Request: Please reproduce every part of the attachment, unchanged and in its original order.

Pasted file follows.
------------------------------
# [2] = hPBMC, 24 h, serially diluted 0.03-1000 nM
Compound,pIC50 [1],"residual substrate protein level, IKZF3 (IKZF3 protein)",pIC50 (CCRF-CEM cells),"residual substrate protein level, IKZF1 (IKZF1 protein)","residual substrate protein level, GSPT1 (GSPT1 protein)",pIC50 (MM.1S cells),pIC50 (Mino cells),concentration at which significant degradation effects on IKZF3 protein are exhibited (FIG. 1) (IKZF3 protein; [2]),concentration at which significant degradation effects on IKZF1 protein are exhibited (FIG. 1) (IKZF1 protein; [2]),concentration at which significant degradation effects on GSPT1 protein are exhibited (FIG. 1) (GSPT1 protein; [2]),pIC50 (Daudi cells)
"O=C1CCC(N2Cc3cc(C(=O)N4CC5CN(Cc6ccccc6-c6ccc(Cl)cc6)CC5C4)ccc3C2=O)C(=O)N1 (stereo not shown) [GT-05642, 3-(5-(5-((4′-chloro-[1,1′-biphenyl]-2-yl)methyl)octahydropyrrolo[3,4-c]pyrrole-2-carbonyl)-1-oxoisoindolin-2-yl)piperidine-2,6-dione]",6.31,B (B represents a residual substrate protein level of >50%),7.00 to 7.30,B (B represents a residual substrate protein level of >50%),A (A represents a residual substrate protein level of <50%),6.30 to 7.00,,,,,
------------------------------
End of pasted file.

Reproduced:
# [2] = hPBMC, 24 h, serially diluted 0.03-1000 nM
Compound,pIC50 [1],"residual substrate protein level, IKZF3 (IKZF3 protein)",pIC50 (CCRF-CEM cells),"residual substrate protein level, IKZF1 (IKZF1 protein)","residual substrate protein level, GSPT1 (GSPT1 protein)",pIC50 (MM.1S cells),pIC50 (Mino cells),concentration at which significant degradation effects on IKZF3 protein are exhibited (FIG. 1) (IKZF3 protein; [2]),concentration at which significant degradation effects on IKZF1 protein are exhibited (FIG. 1) (IKZF1 protein; [2]),concentration at which significant degradation effects on GSPT1 protein are exhibited (FIG. 1) (GSPT1 protein; [2]),pIC50 (Daudi cells)
"O=C1CCC(N2Cc3cc(C(=O)N4CC5CN(Cc6ccccc6-c6ccc(Cl)cc6)CC5C4)ccc3C2=O)C(=O)N1 (stereo not shown) [GT-05642, 3-(5-(5-((4′-chloro-[1,1′-biphenyl]-2-yl)methyl)octahydropyrrolo[3,4-c]pyrrole-2-carbonyl)-1-oxoisoindolin-2-yl)piperidine-2,6-dione]",6.31,B (B represents a residual substrate protein level of >50%),7.00 to 7.30,B (B represents a residual substrate protein level of >50%),A (A represents a residual substrate protein level of <50%),6.30 to 7.00,,,,,